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The “Weird” Case of Pre-Raphaelites

This brief artistic reality is still rather mysterious and ambiguous for its incredible variety of styles, issues, and themes proposed by its members.

The Beloved, Dante Gabriel Rossetti, 1865-6, o/c, Tate Britain, London

2 minutes

 

In 1848, a group of British painters founded the artistic movement known as Pre-Raphaelitism. This quite peculiar name referred to the main aim of the Pre-Raphaelites, who fought against the academic style of painting and attempted to investigate the arts before Raphael’s advent. The Renaissance artist was considered the main cause for the established way of painting in the academy.

 

Obviously, those artists were quite bohemian, trying to be as rebel as much as possible in the contradictory Victorian Age. In general, they tried to create an alternative focus, visually and thematically, focusing on literary representations of Dante and Shakespeare with a touch of a lavish style. Indeed, in some of their works, golden backgrounds, symbolic details, and ornamental elements were the norm.

 

However, what is really curious about this late nineteenth century British movement is the difficulty in finding a precise, common idea in their art and projects. If members of many artistic groups between the nineteenth and twentieth century shared the same ideas in terms of style, themes, and ideals, scholars  agree that the only shared ideas between the Pre-Raphaelites was that they wanted to fight the current academic model and often had an ornamental way of painting. Most scholars even have difficulty quantifying how many members this movement had. Some names come up quite often, like Dante Gabriel Rossetti, John Everett Millais, and William Hunt, and seven artists are now known as the official members of this confraternity. However, the debate is still open regarding the role of other Victorian age painters in this new group.

 

Ophelia - Millais

John Everett Millais, Ophelia, 1851, o/c, Tate Britain. Courtesy of the museum. Above: The Beloved, Dante Gabriel Rossetti, 1865-6, o/c, Tate Britain, London. Courtesy of the Museum.

 

Why do scholars have such problems with the Pre-Raphaelites? Well, on one hand, all the members of the confraternity interpreted the concept of going back to the past and of being rebellious in different ways. For instance, Millais focused on Shakespearian representation, like in his famous Ophelia (1853), whilst Hunt was more a landscape painter, and Rossetti is known for his female portraits and Biblical themes.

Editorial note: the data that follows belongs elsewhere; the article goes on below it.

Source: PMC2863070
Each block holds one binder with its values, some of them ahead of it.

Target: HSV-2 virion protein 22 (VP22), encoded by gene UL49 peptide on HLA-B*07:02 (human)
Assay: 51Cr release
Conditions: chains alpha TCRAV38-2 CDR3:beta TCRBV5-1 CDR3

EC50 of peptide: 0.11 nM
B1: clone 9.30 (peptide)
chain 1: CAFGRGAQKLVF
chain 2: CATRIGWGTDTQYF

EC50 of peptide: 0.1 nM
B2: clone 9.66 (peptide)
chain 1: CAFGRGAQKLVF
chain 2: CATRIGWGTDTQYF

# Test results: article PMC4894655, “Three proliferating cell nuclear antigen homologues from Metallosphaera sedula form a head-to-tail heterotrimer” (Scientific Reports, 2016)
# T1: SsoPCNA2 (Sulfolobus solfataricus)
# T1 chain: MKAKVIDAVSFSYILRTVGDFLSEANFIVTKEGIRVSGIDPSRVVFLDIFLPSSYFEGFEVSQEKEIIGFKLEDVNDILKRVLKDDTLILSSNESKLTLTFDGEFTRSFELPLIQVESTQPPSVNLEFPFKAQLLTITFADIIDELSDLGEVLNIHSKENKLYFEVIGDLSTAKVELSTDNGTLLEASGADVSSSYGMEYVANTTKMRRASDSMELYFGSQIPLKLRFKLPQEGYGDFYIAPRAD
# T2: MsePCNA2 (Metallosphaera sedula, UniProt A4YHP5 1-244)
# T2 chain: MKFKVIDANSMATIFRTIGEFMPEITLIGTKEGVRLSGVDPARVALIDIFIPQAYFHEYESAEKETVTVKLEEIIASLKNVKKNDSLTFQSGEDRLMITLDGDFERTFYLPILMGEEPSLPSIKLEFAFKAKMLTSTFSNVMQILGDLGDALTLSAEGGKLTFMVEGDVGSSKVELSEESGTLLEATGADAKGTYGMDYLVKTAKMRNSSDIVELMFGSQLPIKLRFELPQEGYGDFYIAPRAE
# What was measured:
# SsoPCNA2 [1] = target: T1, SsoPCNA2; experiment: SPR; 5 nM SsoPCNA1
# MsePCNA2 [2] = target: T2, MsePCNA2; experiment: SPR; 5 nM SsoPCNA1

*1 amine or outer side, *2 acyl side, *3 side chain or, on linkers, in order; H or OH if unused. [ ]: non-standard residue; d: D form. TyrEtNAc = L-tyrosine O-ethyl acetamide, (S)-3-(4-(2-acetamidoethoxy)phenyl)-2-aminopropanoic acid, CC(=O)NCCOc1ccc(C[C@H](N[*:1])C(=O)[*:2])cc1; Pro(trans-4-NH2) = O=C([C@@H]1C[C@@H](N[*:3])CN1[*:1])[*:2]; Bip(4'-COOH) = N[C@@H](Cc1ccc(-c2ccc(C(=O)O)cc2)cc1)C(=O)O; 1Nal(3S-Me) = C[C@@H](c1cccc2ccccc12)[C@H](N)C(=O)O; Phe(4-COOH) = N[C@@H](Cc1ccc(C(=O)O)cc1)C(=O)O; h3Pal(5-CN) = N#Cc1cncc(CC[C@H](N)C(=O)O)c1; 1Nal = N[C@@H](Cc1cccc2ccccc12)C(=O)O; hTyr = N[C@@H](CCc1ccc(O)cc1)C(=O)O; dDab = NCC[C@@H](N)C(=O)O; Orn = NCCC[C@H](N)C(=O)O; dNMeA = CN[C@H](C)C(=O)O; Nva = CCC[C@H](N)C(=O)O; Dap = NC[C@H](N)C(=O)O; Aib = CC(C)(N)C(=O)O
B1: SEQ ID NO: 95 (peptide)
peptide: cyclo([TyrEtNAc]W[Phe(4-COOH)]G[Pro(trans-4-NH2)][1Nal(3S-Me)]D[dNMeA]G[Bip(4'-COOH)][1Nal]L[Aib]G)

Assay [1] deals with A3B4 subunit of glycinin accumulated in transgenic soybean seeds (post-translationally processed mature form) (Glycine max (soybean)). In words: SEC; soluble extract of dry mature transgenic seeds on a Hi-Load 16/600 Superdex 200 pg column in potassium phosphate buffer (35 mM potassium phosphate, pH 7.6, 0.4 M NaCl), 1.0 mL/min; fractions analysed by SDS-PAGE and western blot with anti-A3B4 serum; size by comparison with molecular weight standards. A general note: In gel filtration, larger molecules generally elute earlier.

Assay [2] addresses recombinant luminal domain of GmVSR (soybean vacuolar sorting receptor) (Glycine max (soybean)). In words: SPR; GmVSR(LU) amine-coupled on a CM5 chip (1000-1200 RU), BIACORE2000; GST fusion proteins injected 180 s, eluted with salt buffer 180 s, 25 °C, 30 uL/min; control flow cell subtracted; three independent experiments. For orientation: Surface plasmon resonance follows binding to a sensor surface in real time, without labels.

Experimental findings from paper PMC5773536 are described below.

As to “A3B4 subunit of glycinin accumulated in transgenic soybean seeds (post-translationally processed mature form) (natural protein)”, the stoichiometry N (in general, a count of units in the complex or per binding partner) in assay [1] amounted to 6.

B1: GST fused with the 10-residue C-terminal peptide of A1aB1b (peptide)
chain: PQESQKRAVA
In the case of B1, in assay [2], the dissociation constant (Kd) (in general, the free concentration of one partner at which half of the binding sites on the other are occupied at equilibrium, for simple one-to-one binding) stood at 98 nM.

On the other hand, Pre-Raphaelites, although wanting to fight against the models of Victorian society,  were particularly patriotic in many of their works – which would range from the most known medium, painting, to literature. This contradictory approach made them figures interpreted as both rebels and institutionalized. Even during the Victorian age itself, people switched their opinions about them throughout the decades.

 

Although Rossetti and the others tried so hard to be alternative, they were not considered as such after 1851, whereupon came a year of positive comments by the art historian John Ruskin. Moreover, their experience did not last many years and the group dissolved officially in 1853.

 

 

William Holman Hunt, Strayed Sheep, 1852, o/c, Tate Britain, London

William Holman Hunt, Strayed Sheep, 1852, o/c, Tate Britain, London. Courtesy of the museum.

 

The Pre-Raphaelite confraternity is the one I like to call “the weird case.” This brief artistic reality is still rather mysterious and ambiguous for its incredible variety of styles, issues, and themes proposed by its members. Moreover, their historical context in the contradictory Victorian age, which appeared perfect but maintained big social issues hidden underneath the façade, made them rebels yet, at the same time, the most fitting symbols of that period.

 

Will scholars find a common path in the Pre-Raphaelite experience? Did the group lack a strong and fixed code in terms of style and topics? These issues are still open and probably only Millais, Hunt, Rossetti, and the others knew the truth. However, art history is fascinating because of these discussions.

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